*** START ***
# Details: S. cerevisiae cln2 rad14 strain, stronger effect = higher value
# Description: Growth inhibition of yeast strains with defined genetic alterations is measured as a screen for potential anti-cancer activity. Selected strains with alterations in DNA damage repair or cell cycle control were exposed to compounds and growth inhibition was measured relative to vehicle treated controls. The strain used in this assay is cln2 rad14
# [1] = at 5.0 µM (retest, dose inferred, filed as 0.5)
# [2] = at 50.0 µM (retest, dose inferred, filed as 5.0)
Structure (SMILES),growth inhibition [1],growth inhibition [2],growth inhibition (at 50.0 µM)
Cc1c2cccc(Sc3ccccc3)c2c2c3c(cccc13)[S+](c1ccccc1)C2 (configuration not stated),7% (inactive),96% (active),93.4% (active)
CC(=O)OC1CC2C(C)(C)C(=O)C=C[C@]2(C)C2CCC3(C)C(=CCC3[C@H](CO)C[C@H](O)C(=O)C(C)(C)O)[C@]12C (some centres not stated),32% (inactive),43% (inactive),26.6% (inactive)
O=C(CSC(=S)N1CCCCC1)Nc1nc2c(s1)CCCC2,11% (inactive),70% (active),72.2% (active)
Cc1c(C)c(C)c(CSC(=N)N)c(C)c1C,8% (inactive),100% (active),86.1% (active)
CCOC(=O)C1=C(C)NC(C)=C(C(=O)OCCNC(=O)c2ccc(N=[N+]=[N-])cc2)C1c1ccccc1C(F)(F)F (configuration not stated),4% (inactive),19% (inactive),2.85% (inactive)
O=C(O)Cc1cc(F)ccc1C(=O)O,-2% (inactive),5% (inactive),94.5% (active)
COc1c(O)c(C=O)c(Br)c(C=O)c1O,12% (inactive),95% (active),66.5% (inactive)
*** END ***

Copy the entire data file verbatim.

# Details: S. cerevisiae cln2 rad14 strain, stronger effect = higher value
# Description: Growth inhibition of yeast strains with defined genetic alterations is measured as a screen for potential anti-cancer activity. Selected strains with alterations in DNA damage repair or cell cycle control were exposed to compounds and growth inhibition was measured relative to vehicle treated controls. The strain used in this assay is cln2 rad14
# [1] = at 5.0 µM (retest, dose inferred, filed as 0.5)
# [2] = at 50.0 µM (retest, dose inferred, filed as 5.0)
Structure (SMILES),growth inhibition [1],growth inhibition [2],growth inhibition (at 50.0 µM)
Cc1c2cccc(Sc3ccccc3)c2c2c3c(cccc13)[S+](c1ccccc1)C2 (configuration not stated),7% (inactive),96% (active),93.4% (active)
CC(=O)OC1CC2C(C)(C)C(=O)C=C[C@]2(C)C2CCC3(C)C(=CCC3[C@H](CO)C[C@H](O)C(=O)C(C)(C)O)[C@]12C (some centres not stated),32% (inactive),43% (inactive),26.6% (inactive)
O=C(CSC(=S)N1CCCCC1)Nc1nc2c(s1)CCCC2,11% (inactive),70% (active),72.2% (active)
Cc1c(C)c(C)c(CSC(=N)N)c(C)c1C,8% (inactive),100% (active),86.1% (active)
CCOC(=O)C1=C(C)NC(C)=C(C(=O)OCCNC(=O)c2ccc(N=[N+]=[N-])cc2)C1c1ccccc1C(F)(F)F (configuration not stated),4% (inactive),19% (inactive),2.85% (inactive)
O=C(O)Cc1cc(F)ccc1C(=O)O,-2% (inactive),5% (inactive),94.5% (active)
COc1c(O)c(C=O)c(Br)c(C=O)c1O,12% (inactive),95% (active),66.5% (inactive)